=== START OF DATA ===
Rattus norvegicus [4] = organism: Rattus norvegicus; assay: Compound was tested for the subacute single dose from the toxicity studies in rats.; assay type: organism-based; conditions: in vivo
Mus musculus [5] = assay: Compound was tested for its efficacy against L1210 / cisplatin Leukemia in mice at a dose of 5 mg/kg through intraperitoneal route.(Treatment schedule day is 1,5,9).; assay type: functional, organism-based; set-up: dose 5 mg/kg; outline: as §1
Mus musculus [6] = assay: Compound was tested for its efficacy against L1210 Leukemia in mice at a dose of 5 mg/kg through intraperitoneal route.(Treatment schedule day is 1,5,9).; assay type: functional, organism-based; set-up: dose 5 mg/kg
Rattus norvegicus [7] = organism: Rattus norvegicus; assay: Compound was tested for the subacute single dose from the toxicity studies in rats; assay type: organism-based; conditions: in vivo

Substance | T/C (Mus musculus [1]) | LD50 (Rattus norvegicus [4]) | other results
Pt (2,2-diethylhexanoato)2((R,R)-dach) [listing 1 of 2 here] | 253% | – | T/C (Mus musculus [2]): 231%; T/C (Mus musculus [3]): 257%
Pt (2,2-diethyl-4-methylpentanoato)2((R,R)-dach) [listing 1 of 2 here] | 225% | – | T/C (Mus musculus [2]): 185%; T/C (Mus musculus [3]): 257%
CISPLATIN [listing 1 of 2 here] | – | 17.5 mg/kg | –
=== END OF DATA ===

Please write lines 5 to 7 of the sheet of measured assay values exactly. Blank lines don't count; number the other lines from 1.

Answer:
Substance | T/C (Mus musculus [1]) | LD50 (Rattus norvegicus [4]) | other results
Pt (2,2-diethylhexanoato)2((R,R)-dach) [listing 1 of 2 here] | 253% | – | T/C (Mus musculus [2]): 231%; T/C (Mus musculus [3]): 257%
Pt (2,2-diethyl-4-methylpentanoato)2((R,R)-dach) [listing 1 of 2 here] | 225% | – | T/C (Mus musculus [2]): 185%; T/C (Mus musculus [3]): 257%